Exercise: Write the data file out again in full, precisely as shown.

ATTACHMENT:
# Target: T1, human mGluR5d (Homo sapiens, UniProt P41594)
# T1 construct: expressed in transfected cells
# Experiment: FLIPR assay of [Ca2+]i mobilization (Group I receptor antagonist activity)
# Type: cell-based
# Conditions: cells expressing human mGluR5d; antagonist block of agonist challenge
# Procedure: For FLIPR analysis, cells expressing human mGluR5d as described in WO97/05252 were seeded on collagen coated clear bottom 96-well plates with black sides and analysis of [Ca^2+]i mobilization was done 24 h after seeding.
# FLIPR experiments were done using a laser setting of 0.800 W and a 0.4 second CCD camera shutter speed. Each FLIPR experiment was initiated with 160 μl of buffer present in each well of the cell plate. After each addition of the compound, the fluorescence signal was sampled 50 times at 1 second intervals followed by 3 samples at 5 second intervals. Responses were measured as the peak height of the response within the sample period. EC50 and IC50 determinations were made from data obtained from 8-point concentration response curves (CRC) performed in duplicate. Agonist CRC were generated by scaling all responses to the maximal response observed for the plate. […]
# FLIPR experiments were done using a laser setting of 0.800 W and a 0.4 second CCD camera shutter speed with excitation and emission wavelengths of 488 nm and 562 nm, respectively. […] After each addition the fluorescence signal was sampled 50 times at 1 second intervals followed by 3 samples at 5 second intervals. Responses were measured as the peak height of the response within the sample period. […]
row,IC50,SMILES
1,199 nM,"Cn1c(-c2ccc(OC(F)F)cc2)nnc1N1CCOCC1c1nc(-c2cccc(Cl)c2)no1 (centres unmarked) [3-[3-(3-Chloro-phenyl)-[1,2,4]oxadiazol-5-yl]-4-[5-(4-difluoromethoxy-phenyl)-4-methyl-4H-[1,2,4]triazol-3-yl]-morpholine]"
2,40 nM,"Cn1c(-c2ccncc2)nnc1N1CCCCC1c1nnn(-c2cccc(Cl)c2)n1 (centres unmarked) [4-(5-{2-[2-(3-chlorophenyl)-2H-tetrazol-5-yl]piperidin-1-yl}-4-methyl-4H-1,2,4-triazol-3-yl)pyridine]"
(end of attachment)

# Target: T1, human mGluR5d (Homo sapiens, UniProt P41594)
# T1 construct: expressed in transfected cells
# Experiment: FLIPR assay of [Ca2+]i mobilization (Group I receptor antagonist activity)
# Type: cell-based
# Conditions: cells expressing human mGluR5d; antagonist block of agonist challenge
# Procedure: For FLIPR analysis, cells expressing human mGluR5d as described in WO97/05252 were seeded on collagen coated clear bottom 96-well plates with black sides and analysis of [Ca^2+]i mobilization was done 24 h after seeding.
# FLIPR experiments were done using a laser setting of 0.800 W and a 0.4 second CCD camera shutter speed. Each FLIPR experiment was initiated with 160 μl of buffer present in each well of the cell plate. After each addition of the compound, the fluorescence signal was sampled 50 times at 1 second intervals followed by 3 samples at 5 second intervals. Responses were measured as the peak height of the response within the sample period. EC50 and IC50 determinations were made from data obtained from 8-point concentration response curves (CRC) performed in duplicate. Agonist CRC were generated by scaling all responses to the maximal response observed for the plate. […]
# FLIPR experiments were done using a laser setting of 0.800 W and a 0.4 second CCD camera shutter speed with excitation and emission wavelengths of 488 nm and 562 nm, respectively. […] After each addition the fluorescence signal was sampled 50 times at 1 second intervals followed by 3 samples at 5 second intervals. Responses were measured as the peak height of the response within the sample period. […]
row,IC50,SMILES
1,199 nM,"Cn1c(-c2ccc(OC(F)F)cc2)nnc1N1CCOCC1c1nc(-c2cccc(Cl)c2)no1 (centres unmarked) [3-[3-(3-Chloro-phenyl)-[1,2,4]oxadiazol-5-yl]-4-[5-(4-difluoromethoxy-phenyl)-4-methyl-4H-[1,2,4]triazol-3-yl]-morpholine]"
2,40 nM,"Cn1c(-c2ccncc2)nnc1N1CCCCC1c1nnn(-c2cccc(Cl)c2)n1 (centres unmarked) [4-(5-{2-[2-(3-chlorophenyl)-2H-tetrazol-5-yl]piperidin-1-yl}-4-methyl-4H-1,2,4-triazol-3-yl)pyridine]"